Editor's note: This version reflects a correction to the location of the ceremony and the name of the searchable database used.
She never knew the man whose name she wore. She just knew his name, and where he’d been, and about the war.
When Patty James was a teen, she wore a Vietnam POW bracelet she received as a Christmas gift. She’s kept it for more than 40 years, long after Col. Lawrence Guarino returned.
“I’ve never forgotten his name,” she said. “It’s always been etched in my mind.”
Today, on the 48th anniversary of his capture, that bracelet will go to the man whose name is engraved on the inside.
Colonel Guarino, 91, will receive the bracelet from University of Toledo military and media liaison Haraz Ghanbari in a ceremony at the independent living facility where he and his wife live in Melbourne, Fla.
The presentation wouldn’t have been possible if Mr. Ghanbari hadn’t shown Mrs. James a video message from Secretary of Defense Chuck Hagel. The video was shown at the opening ceremonies of Toledo’s Vietnam Era Veterans Appreciation Event last week, but Mr. Ghanbari also showed the clip to Mrs. James, an administrative assistant to UT President Dr. Lloyd Jacobs.
“It was almost like it was meant to happen,” Mr. Ghanbari said. “I’m not even sure why I showed that video to Patty.”
Mrs. James told Mr. Ghanbari about her bracelet after watching the video and learning more than 1,600 POW or MIA Vietnam soldiers were still unaccounted for. She remembered her mother told her Colonel Guarino returned home safely when it was covered on television, but Mrs. James never tried to contact him and wasn’t sure of his present-day whereabouts.
Mr. Ghanbari suggested they search for him. He first looked at the Department of Veterans Affairs Nationwide Gravesite Locator Database. Mr. Ghanbari thought a colonel in Vietnam would likely have passed on, but to his surprise, Colonel Guarino’s name was not listed.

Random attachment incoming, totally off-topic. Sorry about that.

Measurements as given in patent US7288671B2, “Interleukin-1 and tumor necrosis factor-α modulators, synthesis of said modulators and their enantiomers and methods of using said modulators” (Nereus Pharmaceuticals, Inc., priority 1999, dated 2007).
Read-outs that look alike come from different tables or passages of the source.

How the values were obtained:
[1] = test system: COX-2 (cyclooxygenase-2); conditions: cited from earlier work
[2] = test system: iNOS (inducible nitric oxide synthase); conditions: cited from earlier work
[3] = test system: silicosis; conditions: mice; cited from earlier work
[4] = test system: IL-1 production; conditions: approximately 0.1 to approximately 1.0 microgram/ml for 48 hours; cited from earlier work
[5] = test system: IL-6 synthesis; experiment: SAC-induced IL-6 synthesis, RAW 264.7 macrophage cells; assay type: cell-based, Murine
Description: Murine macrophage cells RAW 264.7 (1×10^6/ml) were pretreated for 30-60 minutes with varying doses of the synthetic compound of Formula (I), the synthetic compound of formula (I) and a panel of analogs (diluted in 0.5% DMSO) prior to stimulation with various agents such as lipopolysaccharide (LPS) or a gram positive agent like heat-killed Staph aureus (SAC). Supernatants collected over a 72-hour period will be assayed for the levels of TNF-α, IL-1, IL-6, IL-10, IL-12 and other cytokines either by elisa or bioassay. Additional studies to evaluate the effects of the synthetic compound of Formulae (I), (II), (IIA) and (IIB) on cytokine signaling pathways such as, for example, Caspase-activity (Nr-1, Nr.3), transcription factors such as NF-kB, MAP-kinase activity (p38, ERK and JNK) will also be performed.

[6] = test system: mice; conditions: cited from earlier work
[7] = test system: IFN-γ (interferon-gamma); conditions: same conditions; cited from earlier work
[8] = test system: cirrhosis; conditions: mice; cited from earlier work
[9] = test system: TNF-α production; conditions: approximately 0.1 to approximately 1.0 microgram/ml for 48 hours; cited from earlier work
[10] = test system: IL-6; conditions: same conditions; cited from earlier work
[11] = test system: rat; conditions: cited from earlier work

With the help of a friend, he discovered Colonel Guarino and his wife, Evelyn, were living in an assisted-living facility in Florida. Mrs. James told Mr. Ghanbari she would happily return the bracelet. He contacted the Guarinos, and they agreed to the ceremony.
Colonel Guarino was a POW for nearly eight years after his plane was shot down June 14, 1965. When he returned to the United States on Feb. 16, 1973, there was national coverage led by Walter Cronkite, Mrs. Guarino said.
“He came off the first airplane and he was the 10th man that came off, which would be their ranking of how long they were in captivity,” Mrs. Guarino said. “And he came off the airplane with a beautiful smile on his face.”
Bracelets with names of POW or MIA soldiers were popular among American youths as a show of support for soldiers, Mrs. James said, with children wearing a bracelet until the soldier on it returned.
Colonel Guarino, who also served in the Air Force in World War II and the Korean War, was immediately flooded with bracelets bearing his name after he came home, and still receives a bracelet every year or two.
“It was nice to know that there were so many loyal Americans while we were fighting in a war that wasn’t too damn popular,” he said.
Mrs. James wore her bracelet every day until Colonel Guarino returned, after it was placed in her Christmas stocking by her mother in 1972. She’s kept it in a jewelry box since.
Now, it will be delivered to the colonel. The Guarinos, who celebrated their 70th anniversary on Valentine’s Day, will be joined by their four sons for the presentation that will include an honor guard. The ceremony is important not only to honor Colonel Guarino, Mr. Ghanbari said, but to serve as a reminder of the POW and MIA who are still uncounted for.
Mrs. James is not able to travel to Florida for the ceremony because of work requirements, so she’s sending a letter to the Guarinos instead.
Colonel Guarino said he would like to see Mrs. James, but his age would probably prevent him from traveling. Mrs. James said she also wants to meet the man she never knew, but who’s been so close to her for 40 years.
“My father-in-law lives in Florida, so maybe we could stop and see them and say hello, and meet face to face,” she said.
Contact Sam Gans at: firstname.lastname@example.org or 419-724-6516.